updated: Fri. 19th June, 2009
The aim of the ZoDIACS project is to build a high-resolution, dual-etalon Fabry-Perot spectrometer to analyze Fraunhofer absorption lines in the solar spectrum of scattered light from zodiacal cloud particles. The doppler shift profiles of these lines should provide useful information about the orbits of the zodiacal cloud particles that we will use to constrain our dynamical models of the dust environment in the inner solar system.
updated: Mon. 13th July, 2009
- To determine the structure of the zodiacal cloud, the origin of its constituent particles, and the proportion of particles from asteroidal, cometary and interstellar sources.
- To produce an accurate understanding of the delivery of interplanetary dust particles (IDPs) to the near space environment of the Earth-Moon system and the variation of this flux with time in order to better understand the risk associated with space exploration (with particular emphasis on the lunar environment) and to establish the threat posed to artificial satellites.
- To model the structure of the circumsolar ring of dust in resonant lock with the Earth .
Who are the ZoDIACS project team members?
What is our strategy for achieving the ZoDIACS science goals?
Our strategy has three components: instrumentation, observation, and modeling.
We aim to build a high-resolution dual-etalon Fabry-Perot spectrometer to measure the doppler shift profile of Mg I lines in the spectrum of solar light scattered off zodiacal cloud particles.
We hope to utilize the Jacobus Kapteyn Telescope (JKT) with a parabolic primary mirror of diameter 1.0m for our observations. The JKT is part of the Isaac Newton Group of telescopes (ING) of the Roque de Los Muchachos Observatory located on the island of La Palma in the Canary Islands, Spain.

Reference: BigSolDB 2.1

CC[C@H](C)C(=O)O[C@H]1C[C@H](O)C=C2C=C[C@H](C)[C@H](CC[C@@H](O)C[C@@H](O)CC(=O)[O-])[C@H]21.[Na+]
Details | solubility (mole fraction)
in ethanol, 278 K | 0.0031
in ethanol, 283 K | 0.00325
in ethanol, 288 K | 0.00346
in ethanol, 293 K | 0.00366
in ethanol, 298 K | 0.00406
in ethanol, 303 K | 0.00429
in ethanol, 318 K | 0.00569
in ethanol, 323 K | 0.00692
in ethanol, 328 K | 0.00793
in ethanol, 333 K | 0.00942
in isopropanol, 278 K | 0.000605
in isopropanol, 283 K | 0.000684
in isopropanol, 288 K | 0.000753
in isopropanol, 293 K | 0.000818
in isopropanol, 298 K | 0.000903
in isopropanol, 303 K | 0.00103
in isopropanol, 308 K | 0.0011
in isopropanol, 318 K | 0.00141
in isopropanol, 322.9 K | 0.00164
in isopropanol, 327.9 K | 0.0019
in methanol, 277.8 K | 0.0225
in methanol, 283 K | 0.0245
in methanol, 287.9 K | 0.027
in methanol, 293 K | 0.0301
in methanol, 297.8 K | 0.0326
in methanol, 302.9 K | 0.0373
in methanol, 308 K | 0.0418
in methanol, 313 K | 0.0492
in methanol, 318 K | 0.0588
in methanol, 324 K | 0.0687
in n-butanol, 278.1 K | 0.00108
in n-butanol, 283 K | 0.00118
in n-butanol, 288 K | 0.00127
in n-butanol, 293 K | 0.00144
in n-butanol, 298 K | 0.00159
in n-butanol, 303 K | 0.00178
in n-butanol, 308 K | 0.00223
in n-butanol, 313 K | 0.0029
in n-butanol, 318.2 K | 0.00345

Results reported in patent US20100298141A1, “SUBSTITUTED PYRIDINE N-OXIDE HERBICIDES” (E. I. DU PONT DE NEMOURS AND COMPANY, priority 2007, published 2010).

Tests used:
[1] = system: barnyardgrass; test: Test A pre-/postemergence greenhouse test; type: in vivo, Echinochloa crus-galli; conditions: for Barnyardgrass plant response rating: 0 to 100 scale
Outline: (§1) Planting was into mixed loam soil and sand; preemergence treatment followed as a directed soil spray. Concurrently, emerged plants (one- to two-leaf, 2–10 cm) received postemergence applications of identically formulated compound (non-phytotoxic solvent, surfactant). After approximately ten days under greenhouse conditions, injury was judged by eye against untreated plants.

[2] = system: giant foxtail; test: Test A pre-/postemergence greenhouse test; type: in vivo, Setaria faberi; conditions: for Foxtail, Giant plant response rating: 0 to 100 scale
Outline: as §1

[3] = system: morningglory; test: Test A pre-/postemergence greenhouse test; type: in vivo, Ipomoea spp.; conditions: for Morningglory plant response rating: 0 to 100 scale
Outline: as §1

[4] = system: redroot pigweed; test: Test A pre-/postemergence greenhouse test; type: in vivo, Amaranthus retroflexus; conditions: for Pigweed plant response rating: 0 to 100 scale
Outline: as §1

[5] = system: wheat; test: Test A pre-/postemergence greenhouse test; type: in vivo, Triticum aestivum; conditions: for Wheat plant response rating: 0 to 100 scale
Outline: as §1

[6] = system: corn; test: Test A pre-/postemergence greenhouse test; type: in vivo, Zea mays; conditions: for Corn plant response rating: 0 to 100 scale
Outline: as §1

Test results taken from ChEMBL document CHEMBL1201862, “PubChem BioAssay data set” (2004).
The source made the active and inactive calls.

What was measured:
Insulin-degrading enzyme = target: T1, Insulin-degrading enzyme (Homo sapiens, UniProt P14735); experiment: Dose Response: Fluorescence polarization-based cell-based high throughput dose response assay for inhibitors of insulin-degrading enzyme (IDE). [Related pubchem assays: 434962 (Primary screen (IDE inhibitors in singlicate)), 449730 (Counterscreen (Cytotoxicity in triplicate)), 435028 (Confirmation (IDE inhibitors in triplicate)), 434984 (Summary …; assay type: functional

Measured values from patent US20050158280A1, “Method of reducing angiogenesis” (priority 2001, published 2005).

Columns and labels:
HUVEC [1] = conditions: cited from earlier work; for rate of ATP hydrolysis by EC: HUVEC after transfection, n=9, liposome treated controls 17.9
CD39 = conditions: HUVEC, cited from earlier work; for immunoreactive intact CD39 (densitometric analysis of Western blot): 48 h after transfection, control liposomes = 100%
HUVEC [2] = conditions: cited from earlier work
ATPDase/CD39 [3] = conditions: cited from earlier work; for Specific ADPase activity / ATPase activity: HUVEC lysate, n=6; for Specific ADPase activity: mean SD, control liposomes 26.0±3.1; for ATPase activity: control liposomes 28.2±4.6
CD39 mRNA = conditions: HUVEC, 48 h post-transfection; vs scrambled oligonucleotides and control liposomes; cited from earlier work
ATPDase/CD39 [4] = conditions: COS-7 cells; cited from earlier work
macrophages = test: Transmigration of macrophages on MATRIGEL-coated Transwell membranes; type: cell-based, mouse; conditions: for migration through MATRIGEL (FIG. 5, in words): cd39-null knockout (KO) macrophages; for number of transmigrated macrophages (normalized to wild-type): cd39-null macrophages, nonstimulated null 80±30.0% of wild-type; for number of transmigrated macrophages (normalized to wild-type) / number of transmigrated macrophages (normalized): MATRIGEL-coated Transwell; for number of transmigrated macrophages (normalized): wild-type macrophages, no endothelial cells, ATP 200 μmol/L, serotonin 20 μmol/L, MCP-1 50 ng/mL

The University of Florida dust dynamics group will lead the modeling effort. Their research is focused on investigating the origin of IDPs and their dynamical and collisional evolution. Specific goals relevant to the ZoDIACS project are to: (a) investigate the transport of particles from their source regions to the inner solar system; (b) produce detailed models of the zodiacal cloud, including the background cloud, the solar system dust bands, and the Earth's resonant ring; (c) determine the orbital element and size-frequency distribution of dust particles at 1 AU and the origin of the dust particles accreted by the Earth; (d) ascertain the level of temporal variations in the dust environment of the inner solar system and the accretion rate of IDPs by the Earth, and evaluate potential effects on global climate; and to (e) exploit this research as a basis for interpreting the structure observed in exozodiacal clouds that may result from the collisional evolution of planetesimals and the presence of unseen planets.
Their approach is to build detailed models of the zodiacal cloud that are based upon the results of numerical simulations of the dynamical behavior of its constituent dust particles. This requires determining the three-dimensional spatial and velocity distributions of the cross-sectional area of material produced by the size and orbital element distributions of the dust particles. Model doppler shift profiles of this distribution of material can then be produced and compared with the Fabry-Perot spectrometer data.
A reference that provides a good, if now somewhat out of date, overview of their work is Orbital evolution of interplanetary dust (Dermott et al., 2001, in Interplanetary Dust, eds. E. Grün, B. Å. S. Gustafson, S. F. Dermott, and H. Fechtig, pp. 569-639).